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Home Publications Blogs Beat the Press Is There Anyone Other than the NYT Who Wants to See a Lehman-Type Collapse In Europe?

Is There Anyone Other than the NYT Who Wants to See a Lehman-Type Collapse In Europe?

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Thursday, 06 October 2011 04:39

In a front page news analysis the NYT told readers that:

"but these days the problem for Europe may be that it has not had — and may not have — its own Lehman Brothers, at least in the sense that Lehman shocked Americans to take divisive and expensive steps to repair the damage."

There is no one cited in the article who says anything like this. In the wake of the Lehman collapse, the economy lost more than 700,000 jobs a month over the next nine months. While much of this job loss was probably an inevitably result of the bursting of the housing bubble, the financial freeze up associated with Lehman's collapse almost certainly worsened the situation. It is difficult to see how Europe or the world economy as a whole would benefit from the same sort of financial freeze-up.

It is also worth noting that, contrary to assertions in the article, the Fed began its special lending facilities long before the Lehman collapse. It expanded these facilities in response to the collapse and Congress did authorize the TARP, but it difficult to see how the economy on net ended up better off as a result of the crisis that followed the Lehman collapse.

Of course there are scenarios that could be positive in Europe or could have been positive in the U.S. For example, if the government had used the bankruptcies that would have resulted from letting the market run its course to restructure the financial system, then the country might have a much more efficient industry. Goldman Sachs, Morgan Stanley, Citigroup and Bank of America all would have been bankrupt, giving the government an opportunity to reestablish these banks as a set of smaller financial institutions that were more focused on serving the productive economy.

This is a possible, but not likely outcome from a collapse in Europe. Just as is the case here, the financial industry holds enormous power. It is likely that they would be able to garner the government assistance to keep their current structures largely intact.

Comments (3)Add Comment
Winner-Take-All Changes Winners Over Time with Creative Destruction
written by izzatzo, October 06, 2011 7:34
Goldman Sachs, Morgan Stanley, Citigroup and Bank of America all would have been bankrupt, giving the government an opportunity to reestablish these banks as a set of smaller financial institutions that were more focused on serving the productive economy.


Any economist knows for the creative destruction of market power to work it must emerge from the bottom up, not top down as micro managed socialism.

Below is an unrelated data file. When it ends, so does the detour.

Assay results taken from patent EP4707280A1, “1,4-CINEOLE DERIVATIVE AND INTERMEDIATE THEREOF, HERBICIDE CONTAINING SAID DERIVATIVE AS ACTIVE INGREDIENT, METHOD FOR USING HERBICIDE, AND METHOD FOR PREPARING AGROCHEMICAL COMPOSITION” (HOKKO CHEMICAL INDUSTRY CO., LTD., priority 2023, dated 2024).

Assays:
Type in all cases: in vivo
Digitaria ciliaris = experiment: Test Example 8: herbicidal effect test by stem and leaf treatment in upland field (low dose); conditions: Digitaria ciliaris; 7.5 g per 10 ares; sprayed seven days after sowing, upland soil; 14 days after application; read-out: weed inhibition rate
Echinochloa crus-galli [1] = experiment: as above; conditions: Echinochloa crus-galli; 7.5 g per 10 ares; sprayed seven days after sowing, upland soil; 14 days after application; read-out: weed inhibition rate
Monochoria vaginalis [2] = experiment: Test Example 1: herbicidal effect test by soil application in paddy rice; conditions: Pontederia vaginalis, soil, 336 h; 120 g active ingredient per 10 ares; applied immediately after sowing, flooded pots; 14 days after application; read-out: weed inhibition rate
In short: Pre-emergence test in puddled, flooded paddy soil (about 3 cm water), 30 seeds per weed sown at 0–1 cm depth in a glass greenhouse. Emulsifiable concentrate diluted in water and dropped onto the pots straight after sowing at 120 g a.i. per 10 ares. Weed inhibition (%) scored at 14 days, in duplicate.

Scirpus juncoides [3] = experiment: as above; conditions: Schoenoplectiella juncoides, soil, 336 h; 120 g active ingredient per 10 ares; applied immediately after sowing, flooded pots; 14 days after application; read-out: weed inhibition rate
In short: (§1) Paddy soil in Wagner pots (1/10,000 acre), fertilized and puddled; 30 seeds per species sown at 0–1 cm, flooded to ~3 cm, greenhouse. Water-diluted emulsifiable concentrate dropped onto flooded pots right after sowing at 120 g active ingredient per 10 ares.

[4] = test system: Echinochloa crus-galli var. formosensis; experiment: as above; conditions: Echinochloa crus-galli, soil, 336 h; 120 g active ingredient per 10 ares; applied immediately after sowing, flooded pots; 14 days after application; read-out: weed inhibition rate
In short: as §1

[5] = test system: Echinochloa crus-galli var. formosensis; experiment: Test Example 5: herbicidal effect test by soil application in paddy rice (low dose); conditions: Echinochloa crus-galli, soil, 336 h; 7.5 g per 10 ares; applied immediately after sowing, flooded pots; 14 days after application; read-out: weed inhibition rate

Let the banks grow as large as they like for they will eventually self destruct under their own weight of unmanageable rigidity trapped in yesterday's technology, toppling like so many outdated dinosaur computers as new faster and nimble ones crowd them out.

Stupid liberals.
...
written by kharris, October 06, 2011 1:01
Uh oh. Stupid has written one of those "everyone knows" thingies. Back in my teaching days, I'd tell my students to assume, when confronted with an argument based on an "everyone knows" statement, that the conclusion reached was untrue. "Everyone knows" is a way of making a claim without being able to back it up. We don't really "know" what Stupid claims we know. What he has offered is a belief, not a fact. In Stupid's assertion here, it is associated with the "government can't (fill in the blank)" bit of received wisdom.

Now, back to the article under consideration. The author seems to have decided that some broad conclusion is needed to make the article worth doing. Now, I like Joe Nocera's work well enough, but I once heard him explain that his job is to reach conclusions for his readers, even if he doesn't know enough about his subject to feel confident in that conclusion. That reduced my confidence in Nocera's work, pronto. Anyhow, there are plenty of explanations for Europe's slow, grinding response to their troubles (like Germany history and the structure of governance in the EU and EMU). If the author is aware of any of these explanations, it doesn't show. A "compelling narrative" tends to be high on the list of things that editors demand from newspaper writers, often with bad results.
Regarding "Stupid Liberals" (Above)
written by Will, October 06, 2011 3:01
"Any economist knows for the creative destruction of market power to work it must emerge from the bottom up, not top down as micro managed socialism."

The thing is - the big banks and investment firms have such clout that the normal forces of the market do not apply to them. If they did at least some of them would be out of business. Lehman and Bear were unlucky, but plenty of others succeeded in getting bail-outs, thus avoiding the reckoning which the market and shareholders could have (or might have) dished out.

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About Beat the Press

Dean Baker is co-director of the Center for Economic and Policy Research in Washington, D.C. He is the author of several books, his latest being The End of Loser Liberalism: Making Markets Progressive. Read more about Dean.

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